Poor David Petraeus. He's become the joke that keeps on giving. Comedian-satirist Stephen Colbert mockingly attached these monikers to the salaciousness of the Petraeus saga: "General's Hospital" and the "Love Pentagon."
It's a cast with five key stars in the plot. Apparently the four stars on each of Petraeus' uniform epaulets represent each of his co-stars in this military soap opera. Nevertheless, the good general is perched right in the center of this reality show being played out on 24-hour cable, social media, tabloids, Google searches, news-feature magazines and Twitter right in front of our "i's" - the iPhones, iPads, etc.
It's shameful - and shocking - that the 60-year-old Petraeus is out of a job after his predecessor, the forgotten general, Stanley McChrystal, was forced out, essentially for insubordination toward the Obama White House. Call it General Despair.
For Petraeus, the digital media have been Dickensian - It was the best of times; it was the worst of times. Petraeus was known to assiduously use email to communicate his message with a persistent media; and damning emails during his illicit affair were at the core of his downfall.
"It's really sad that we've had two senior and obviously brilliant officers blow up their own careers - Petraeus now, and Stanley McChrystal with his Rolling Stone interview," said Charles Maier, professor of history at the Center for European Studies at Harvard University. "My sense is that McChrystal's breach would have been considered the more serious one in the 1940s."
Imagine if today's media outlets/devices were en vogue during D-Day - June 6, 1944. Supreme Commander Dwight Eisenhower may not have seen the first landing craft packed with Allied soldiers hit the Normandy beaches in France. Eisenhower, based in England at the time, was the architect of D-Day, which essentially marked the beginning of the end for Nazi madman Adolf Hitler and his vaunted Wehrmacht (or German "war machine").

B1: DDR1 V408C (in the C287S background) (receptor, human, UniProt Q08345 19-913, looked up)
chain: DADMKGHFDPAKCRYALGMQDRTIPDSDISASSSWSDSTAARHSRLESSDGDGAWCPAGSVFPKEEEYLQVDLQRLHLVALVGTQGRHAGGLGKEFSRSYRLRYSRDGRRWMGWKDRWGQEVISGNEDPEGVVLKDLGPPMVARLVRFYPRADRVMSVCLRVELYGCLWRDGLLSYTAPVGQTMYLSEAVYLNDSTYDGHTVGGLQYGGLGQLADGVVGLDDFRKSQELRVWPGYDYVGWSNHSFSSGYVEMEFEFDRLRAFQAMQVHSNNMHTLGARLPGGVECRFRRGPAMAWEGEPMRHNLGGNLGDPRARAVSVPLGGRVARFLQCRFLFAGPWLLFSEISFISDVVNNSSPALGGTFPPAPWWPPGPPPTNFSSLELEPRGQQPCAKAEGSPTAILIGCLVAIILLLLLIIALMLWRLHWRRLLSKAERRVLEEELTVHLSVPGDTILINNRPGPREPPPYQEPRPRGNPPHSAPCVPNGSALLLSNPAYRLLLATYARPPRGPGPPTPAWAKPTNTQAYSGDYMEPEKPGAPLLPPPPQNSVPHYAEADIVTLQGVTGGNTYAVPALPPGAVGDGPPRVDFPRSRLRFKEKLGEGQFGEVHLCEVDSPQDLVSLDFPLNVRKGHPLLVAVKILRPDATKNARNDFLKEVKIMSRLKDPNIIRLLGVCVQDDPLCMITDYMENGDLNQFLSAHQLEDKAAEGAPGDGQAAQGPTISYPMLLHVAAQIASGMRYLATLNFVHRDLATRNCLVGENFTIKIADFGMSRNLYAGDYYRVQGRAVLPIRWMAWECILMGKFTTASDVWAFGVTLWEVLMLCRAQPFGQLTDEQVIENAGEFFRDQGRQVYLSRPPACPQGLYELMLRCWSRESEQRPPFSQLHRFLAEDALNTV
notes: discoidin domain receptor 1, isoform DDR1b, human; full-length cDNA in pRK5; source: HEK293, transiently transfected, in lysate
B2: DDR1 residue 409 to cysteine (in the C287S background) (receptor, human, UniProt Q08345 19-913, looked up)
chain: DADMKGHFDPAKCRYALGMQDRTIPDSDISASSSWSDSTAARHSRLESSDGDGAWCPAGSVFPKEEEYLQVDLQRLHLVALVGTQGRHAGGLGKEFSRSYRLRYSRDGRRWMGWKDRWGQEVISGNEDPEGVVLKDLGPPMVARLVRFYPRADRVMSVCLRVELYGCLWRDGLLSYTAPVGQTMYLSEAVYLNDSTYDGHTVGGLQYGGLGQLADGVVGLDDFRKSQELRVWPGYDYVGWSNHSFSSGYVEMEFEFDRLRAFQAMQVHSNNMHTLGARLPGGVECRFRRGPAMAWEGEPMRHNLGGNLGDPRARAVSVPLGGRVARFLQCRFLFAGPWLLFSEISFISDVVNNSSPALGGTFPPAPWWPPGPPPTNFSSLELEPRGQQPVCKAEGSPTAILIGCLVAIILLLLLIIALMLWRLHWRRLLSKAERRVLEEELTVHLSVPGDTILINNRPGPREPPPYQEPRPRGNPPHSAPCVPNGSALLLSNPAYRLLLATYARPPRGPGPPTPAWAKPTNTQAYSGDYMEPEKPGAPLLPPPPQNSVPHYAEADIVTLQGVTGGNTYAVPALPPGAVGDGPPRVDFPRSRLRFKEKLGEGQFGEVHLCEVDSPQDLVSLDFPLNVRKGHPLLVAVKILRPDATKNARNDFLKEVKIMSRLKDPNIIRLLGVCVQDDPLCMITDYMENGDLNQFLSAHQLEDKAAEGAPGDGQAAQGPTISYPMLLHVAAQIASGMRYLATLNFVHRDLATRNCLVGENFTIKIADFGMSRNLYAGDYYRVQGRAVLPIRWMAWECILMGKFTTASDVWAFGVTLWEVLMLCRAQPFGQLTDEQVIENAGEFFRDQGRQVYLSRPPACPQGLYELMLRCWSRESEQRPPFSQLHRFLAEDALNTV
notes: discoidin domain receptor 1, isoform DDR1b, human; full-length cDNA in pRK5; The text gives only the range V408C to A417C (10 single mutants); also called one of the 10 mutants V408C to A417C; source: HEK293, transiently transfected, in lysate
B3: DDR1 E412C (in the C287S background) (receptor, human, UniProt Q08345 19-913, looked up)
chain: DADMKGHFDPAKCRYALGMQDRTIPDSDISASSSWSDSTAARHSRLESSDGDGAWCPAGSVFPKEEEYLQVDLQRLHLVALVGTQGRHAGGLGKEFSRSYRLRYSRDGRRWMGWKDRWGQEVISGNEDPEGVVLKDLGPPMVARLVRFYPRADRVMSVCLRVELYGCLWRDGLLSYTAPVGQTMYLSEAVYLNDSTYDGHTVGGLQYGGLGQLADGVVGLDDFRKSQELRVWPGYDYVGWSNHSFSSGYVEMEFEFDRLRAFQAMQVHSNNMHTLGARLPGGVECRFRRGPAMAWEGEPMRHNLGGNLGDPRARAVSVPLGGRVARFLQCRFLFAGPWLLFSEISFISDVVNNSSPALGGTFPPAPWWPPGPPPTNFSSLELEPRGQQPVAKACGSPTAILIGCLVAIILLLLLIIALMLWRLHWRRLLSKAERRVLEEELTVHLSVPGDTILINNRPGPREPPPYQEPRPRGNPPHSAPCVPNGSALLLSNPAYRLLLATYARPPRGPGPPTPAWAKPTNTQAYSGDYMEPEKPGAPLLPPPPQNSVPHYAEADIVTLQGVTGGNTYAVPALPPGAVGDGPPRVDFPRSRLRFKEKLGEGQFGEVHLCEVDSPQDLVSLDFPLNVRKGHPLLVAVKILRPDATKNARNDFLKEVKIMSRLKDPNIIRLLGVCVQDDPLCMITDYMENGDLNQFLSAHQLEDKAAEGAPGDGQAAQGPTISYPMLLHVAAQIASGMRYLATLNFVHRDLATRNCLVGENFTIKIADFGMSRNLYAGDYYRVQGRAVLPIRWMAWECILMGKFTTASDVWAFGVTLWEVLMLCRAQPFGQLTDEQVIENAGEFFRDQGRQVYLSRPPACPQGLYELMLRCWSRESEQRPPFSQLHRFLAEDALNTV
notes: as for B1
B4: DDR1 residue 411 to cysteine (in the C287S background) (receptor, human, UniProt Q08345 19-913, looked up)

Eisenhower was rumored to have had an affair with his personal driver, Kay Summersby, an auburn-haired beauty from Ireland who previously had been a model before she enlisted in the British Mechanized Transport Corps. Whereas "The Petraeus Party" consists of the general; his biographer Paula Broadwell; the other woman, Jill Kelley; the other general, John Allen; and the FBI agent Frederick Humphries II, Eisenhower's quintet was vastly different. The five-member "Eisenhower Ensemble" consisted of Gen. Ike; Summersby; his orderly, Sgt. Mickey McKeogh; a black valet, Sgt. John Moaney; and a Scottish terrier named Telek.
Now, how about a time-capsule moment? Take today's information technology, transfer it "Back to the Future" in full "Star Trek"-transporter fashion to 1944. What would happen? Gil Troy, a professor of history at McGill University in Montreal and the author of "Mr. and Mrs. President: From the Trumans to the Clintons," says Eisenhower could have faced a major headache, similar to Petraeus' predicament today, even though Ike's relationship was ambiguous at best but was burdened by perception.
Said Troy: "Today's prudish, invasive, 'Gotcha' press would have made the Ike-Kay relationship the defining fact about Ike rather than minor, insignificant acts, like his brilliant D-Day plan or his general stewardship of this extraordinarily powerful army assembled to defeat the Nazis."
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